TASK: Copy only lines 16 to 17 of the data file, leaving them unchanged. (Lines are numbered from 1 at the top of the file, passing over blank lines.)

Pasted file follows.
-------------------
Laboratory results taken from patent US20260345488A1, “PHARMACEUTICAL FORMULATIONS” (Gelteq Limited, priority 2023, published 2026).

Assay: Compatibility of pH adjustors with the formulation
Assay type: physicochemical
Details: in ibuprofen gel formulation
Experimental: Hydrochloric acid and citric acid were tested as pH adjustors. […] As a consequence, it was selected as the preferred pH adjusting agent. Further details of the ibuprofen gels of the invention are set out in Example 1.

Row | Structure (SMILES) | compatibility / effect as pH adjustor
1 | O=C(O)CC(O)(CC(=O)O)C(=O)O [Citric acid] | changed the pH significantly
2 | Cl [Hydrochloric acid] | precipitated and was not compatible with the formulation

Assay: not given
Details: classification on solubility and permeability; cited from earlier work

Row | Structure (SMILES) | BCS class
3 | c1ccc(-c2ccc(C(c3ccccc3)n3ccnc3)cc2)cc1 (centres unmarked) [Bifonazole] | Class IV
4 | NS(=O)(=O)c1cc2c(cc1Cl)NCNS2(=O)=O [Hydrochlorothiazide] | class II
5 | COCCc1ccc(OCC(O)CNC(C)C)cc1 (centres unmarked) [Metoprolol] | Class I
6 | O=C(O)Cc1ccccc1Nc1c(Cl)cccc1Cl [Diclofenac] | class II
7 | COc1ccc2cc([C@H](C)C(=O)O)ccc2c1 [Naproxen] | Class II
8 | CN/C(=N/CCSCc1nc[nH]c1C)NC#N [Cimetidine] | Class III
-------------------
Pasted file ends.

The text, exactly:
7 | COc1ccc2cc([C@H](C)C(=O)O)ccc2c1 [Naproxen] | Class II
8 | CN/C(=N/CCSCc1nc[nH]c1C)NC#N [Cimetidine] | Class III